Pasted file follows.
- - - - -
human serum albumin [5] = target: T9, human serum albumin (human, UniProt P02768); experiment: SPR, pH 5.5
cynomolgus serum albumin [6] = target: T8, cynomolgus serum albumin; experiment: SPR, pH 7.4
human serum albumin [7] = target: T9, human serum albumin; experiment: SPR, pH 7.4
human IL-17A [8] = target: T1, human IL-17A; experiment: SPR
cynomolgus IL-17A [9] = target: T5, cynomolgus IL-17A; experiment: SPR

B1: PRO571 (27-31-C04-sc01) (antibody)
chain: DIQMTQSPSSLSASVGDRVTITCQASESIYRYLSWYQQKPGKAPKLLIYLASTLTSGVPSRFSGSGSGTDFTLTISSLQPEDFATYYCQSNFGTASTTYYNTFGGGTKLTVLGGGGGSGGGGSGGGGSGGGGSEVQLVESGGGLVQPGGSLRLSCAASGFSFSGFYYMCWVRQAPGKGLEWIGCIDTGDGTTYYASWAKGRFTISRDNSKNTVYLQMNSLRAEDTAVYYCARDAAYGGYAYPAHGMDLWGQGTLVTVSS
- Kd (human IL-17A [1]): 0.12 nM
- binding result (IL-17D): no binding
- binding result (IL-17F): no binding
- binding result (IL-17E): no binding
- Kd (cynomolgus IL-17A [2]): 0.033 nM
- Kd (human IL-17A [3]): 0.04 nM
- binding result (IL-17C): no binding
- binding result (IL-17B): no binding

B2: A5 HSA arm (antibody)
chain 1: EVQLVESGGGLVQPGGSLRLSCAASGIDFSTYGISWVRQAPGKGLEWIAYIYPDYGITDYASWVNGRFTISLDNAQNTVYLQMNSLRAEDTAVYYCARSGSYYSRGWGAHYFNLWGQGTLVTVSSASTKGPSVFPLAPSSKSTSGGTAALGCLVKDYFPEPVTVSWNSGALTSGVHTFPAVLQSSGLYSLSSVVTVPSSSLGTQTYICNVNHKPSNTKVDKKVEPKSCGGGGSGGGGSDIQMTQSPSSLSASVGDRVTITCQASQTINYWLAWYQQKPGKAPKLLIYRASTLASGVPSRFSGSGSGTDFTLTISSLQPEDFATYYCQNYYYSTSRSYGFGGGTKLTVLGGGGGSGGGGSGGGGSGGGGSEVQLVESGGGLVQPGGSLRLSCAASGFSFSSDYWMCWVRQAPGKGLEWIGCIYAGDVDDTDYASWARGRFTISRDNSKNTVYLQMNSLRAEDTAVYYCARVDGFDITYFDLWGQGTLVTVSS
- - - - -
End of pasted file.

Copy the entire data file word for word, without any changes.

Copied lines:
human serum albumin [5] = target: T9, human serum albumin (human, UniProt P02768); experiment: SPR, pH 5.5
cynomolgus serum albumin [6] = target: T8, cynomolgus serum albumin; experiment: SPR, pH 7.4
human serum albumin [7] = target: T9, human serum albumin; experiment: SPR, pH 7.4
human IL-17A [8] = target: T1, human IL-17A; experiment: SPR
cynomolgus IL-17A [9] = target: T5, cynomolgus IL-17A; experiment: SPR

B1: PRO571 (27-31-C04-sc01) (antibody)
chain: DIQMTQSPSSLSASVGDRVTITCQASESIYRYLSWYQQKPGKAPKLLIYLASTLTSGVPSRFSGSGSGTDFTLTISSLQPEDFATYYCQSNFGTASTTYYNTFGGGTKLTVLGGGGGSGGGGSGGGGSGGGGSEVQLVESGGGLVQPGGSLRLSCAASGFSFSGFYYMCWVRQAPGKGLEWIGCIDTGDGTTYYASWAKGRFTISRDNSKNTVYLQMNSLRAEDTAVYYCARDAAYGGYAYPAHGMDLWGQGTLVTVSS
- Kd (human IL-17A [1]): 0.12 nM
- binding result (IL-17D): no binding
- binding result (IL-17F): no binding
- binding result (IL-17E): no binding
- Kd (cynomolgus IL-17A [2]): 0.033 nM
- Kd (human IL-17A [3]): 0.04 nM
- binding result (IL-17C): no binding
- binding result (IL-17B): no binding

B2: A5 HSA arm (antibody)
chain 1: EVQLVESGGGLVQPGGSLRLSCAASGIDFSTYGISWVRQAPGKGLEWIAYIYPDYGITDYASWVNGRFTISLDNAQNTVYLQMNSLRAEDTAVYYCARSGSYYSRGWGAHYFNLWGQGTLVTVSSASTKGPSVFPLAPSSKSTSGGTAALGCLVKDYFPEPVTVSWNSGALTSGVHTFPAVLQSSGLYSLSSVVTVPSSSLGTQTYICNVNHKPSNTKVDKKVEPKSCGGGGSGGGGSDIQMTQSPSSLSASVGDRVTITCQASQTINYWLAWYQQKPGKAPKLLIYRASTLASGVPSRFSGSGSGTDFTLTISSLQPEDFATYYCQNYYYSTSRSYGFGGGTKLTVLGGGGGSGGGGSGGGGSGGGGSEVQLVESGGGLVQPGGSLRLSCAASGFSFSSDYWMCWVRQAPGKGLEWIGCIYAGDVDDTDYASWARGRFTISRDNSKNTVYLQMNSLRAEDTAVYYCARVDGFDITYFDLWGQGTLVTVSS